It’s only natural to wonder “What is the difference between mozzarella and burrata?” (at least when you’re dealing with fresh mozzarella cheese), but the most important distinction is probably the heavy cream filling burrata boasts.
When it comes to summer cheeses, mozzarella and burrata rank among the best. Both are semi-soft, white, fresh cheese and they’re similar in origin, but in addition to being incredibly delicious examples of Italian cheese, they’re also really, really easy to mistake for one another. If you’re constantly confusing the two, it’s okay! We’re here to help sort through all the curds and whey—here’s what makes them unique in their own right.
Let’s start with mozzarella. Whether you’re topping a pizza or making a Caprese salad, this cheese always comes in handy. Unlike a lot of varieties of cheese, mozzarella is not aged and is best eaten right after being made. When made fresh, it has the most amazing texture. At it’s best, it’s moist and elastic, but not rubbery and has just enough stretch to pull apart with your fingers. Mozzarella is commonly made with cow’s milk, but it can also be made from water buffalo’s milk, which is a rarer and more expensive variety (mozzarella di bufala, which you can score at Costco if you’re lucky).
Of course, you can also find low-moisture shredded mozzarella, but fresh mozzarella cheese is a whole different animal.
Related Reading: The Finer Points of Fresh vs Aged Cheese
As for burrata, well, this cheese takes it to the next level with its decadent, creamy texture and rich taste. Burrata is sort of like the piñata of the cheese world: it consists of an outer shell of fresh mozzarella cheese, but like the old saying goes, it’s not what’s on the outside that counts. It’s all about the inside, which is hollowed out and filled with soft curds and heavy cream.
Burrata literally translates to “buttered” which should give you a sense of its luscious flavor and texture. Seriously, this cheese is so filling you can make an entire meal out of it. Just pair it with a crusty loaf of toasted bread and fresh heirloom tomatoes —all with a drizzle of good-quality olive oil—and you have dinner. Or at least I do.
How to Use Mozzarella and Burrata
If you’re looking to pair mozzarella with summer fruit, it doesn’t get any better than peaches. This deceptively simple salad combines the mild cheese with the stone fruit for unparalleled flavor. Get our Peach Caprese Salad recipe.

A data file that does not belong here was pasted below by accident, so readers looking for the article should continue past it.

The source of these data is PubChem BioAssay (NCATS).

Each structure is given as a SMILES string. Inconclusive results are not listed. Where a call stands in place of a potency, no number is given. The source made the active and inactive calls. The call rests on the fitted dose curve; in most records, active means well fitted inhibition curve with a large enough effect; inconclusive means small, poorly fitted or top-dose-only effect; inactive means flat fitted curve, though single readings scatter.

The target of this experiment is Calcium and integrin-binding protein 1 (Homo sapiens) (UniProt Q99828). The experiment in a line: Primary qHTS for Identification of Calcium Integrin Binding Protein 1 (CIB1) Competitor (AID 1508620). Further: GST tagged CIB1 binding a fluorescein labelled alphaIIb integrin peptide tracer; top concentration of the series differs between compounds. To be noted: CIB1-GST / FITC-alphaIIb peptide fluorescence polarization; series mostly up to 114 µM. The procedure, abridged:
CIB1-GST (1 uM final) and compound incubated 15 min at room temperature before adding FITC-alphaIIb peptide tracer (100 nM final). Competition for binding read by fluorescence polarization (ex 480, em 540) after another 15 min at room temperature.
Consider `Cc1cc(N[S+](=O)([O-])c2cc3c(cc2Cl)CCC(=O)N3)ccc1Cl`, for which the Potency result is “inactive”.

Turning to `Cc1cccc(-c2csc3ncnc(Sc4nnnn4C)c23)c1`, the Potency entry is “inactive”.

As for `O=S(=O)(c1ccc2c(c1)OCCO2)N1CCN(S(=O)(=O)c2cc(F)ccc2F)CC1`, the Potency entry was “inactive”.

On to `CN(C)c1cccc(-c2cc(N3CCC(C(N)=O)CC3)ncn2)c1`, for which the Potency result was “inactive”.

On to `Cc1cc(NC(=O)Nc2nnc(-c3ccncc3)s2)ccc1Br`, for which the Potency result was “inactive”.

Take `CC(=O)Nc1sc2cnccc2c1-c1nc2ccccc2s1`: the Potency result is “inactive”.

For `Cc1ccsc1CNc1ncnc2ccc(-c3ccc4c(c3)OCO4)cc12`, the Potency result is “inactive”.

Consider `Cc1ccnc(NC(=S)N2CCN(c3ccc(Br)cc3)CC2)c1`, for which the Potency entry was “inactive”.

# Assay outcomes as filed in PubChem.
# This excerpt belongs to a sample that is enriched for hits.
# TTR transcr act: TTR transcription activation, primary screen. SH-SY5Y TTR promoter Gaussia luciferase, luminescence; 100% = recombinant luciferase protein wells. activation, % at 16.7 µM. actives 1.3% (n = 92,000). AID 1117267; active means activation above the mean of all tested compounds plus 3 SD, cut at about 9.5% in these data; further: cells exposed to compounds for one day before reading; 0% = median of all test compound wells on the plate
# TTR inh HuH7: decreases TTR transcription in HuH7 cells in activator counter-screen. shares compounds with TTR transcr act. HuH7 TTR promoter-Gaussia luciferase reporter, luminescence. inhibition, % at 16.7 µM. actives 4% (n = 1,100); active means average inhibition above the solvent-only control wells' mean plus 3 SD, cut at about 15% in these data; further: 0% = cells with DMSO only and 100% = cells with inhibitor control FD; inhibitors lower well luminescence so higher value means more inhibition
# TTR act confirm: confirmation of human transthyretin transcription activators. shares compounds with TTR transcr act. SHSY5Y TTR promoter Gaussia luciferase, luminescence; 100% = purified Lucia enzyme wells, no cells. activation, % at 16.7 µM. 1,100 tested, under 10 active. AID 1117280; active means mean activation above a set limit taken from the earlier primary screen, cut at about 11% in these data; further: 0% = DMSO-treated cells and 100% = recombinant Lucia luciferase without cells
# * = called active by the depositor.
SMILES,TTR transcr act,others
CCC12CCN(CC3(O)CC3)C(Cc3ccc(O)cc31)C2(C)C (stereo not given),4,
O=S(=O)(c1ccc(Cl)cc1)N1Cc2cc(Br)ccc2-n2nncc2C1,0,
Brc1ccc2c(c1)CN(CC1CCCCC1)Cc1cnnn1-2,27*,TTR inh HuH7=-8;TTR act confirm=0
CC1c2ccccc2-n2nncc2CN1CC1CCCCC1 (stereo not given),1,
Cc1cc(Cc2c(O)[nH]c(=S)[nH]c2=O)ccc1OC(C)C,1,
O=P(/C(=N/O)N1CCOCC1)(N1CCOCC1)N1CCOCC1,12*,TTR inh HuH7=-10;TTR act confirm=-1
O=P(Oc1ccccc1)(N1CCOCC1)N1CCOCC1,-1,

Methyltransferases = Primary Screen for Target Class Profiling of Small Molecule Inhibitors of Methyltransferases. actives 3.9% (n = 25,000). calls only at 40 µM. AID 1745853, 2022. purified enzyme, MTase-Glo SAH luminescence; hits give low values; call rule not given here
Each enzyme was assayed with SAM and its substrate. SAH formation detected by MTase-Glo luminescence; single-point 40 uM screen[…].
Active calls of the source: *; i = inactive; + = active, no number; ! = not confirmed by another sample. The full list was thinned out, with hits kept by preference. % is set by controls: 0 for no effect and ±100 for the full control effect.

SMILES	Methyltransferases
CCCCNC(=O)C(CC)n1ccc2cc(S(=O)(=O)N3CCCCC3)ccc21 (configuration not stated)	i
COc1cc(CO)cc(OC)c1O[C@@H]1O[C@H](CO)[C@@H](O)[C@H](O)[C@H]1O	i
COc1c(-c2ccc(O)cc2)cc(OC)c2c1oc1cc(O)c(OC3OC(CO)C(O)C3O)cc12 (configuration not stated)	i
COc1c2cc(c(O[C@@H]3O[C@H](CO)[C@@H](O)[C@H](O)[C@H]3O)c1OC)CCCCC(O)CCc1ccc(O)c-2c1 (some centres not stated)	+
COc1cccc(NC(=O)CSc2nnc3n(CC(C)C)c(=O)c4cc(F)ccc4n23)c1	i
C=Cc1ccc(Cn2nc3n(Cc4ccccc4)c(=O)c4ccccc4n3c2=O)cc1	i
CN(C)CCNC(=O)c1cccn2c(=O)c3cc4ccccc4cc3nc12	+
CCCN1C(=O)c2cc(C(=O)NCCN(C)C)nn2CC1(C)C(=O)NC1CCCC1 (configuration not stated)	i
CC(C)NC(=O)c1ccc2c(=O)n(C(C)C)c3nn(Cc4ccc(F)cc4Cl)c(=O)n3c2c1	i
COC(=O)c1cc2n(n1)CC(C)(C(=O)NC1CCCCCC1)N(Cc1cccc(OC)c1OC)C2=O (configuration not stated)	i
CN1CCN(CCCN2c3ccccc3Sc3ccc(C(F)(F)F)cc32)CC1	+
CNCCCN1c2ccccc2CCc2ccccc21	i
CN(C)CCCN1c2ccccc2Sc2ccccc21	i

Related Reading: The Ultimate Summer Stone Fruit Guide
It doesn’t take much more than olive oil and cherry tomatoes to make burrata shine. Check out this Burrata with Roasted Tomatoes recipe and see for yourself.
Melting fresh mozzarella or burrata—or both!—on a pizza is a great move, no matter what toppings you combine them with (though keep them restrained so the cheese and crust can shine). Try it on a grilled pizza if you’ve got the right equipment—or make pizza in a skillet for a change. See how to make this Fresh Mozzarella and Burrata Skillet Pizza recipe.
Try this baked pasta dish in lieu of lasagna. The addition of leafy vegetables adds layers of flavor and texture to an already robust dish. Get our Baked Radicchio and Mozzarella Pasta recipe.
When it comes to creamy comfort food, nothing tops this pasta recipe. Because bacon, brussels sprouts, and burrata make everything better. Check out this Caramelized Onion, Brussels Sprouts, and Burrata Carbonara recipe.
If you want something a little lighter, try this pasta salad. It’s full of veggies, but still has the pivotal inclusion of cheese. Get our Pasta Salad with Spinach, Olives and Mozzarella recipe.
Related Reading: The Best Gluten-Free Pastas for Pasta Salad
While fresh mozzarella is great as-is, you can also cold smoke it to bring another layer of flavor before you use it in whatever dish you’re planning. Get our Smoked Mozzarella recipe.
Burrata pairs perfectly with stone fruit and with summer tomatoes (which are also technically fruit); combine all three at once and you have an irresistibly juicy, flavorful, and downright beautiful summer salad. Cubes of toasted bread bulk it up, give it texture, and soak up all the ripe juices, and fresh basil brings a spicy green bite. Get the Tuscan Summer Stone Fruit, Tomato, and Burrata Panzanella recipe.
As burrata is stuffed with cream, these mini chicken meatloaf muffins are stuffed with small cubes of mozzarella, for an ooey-gooey surprise in every bite. A few of these and a fresh green salad and you have a meal that appeals to kids and adults, but they’re also a great passed appetizer at your next summer cocktail party. Get our Chicken Parmesan Meatloaf Muffin recipe.
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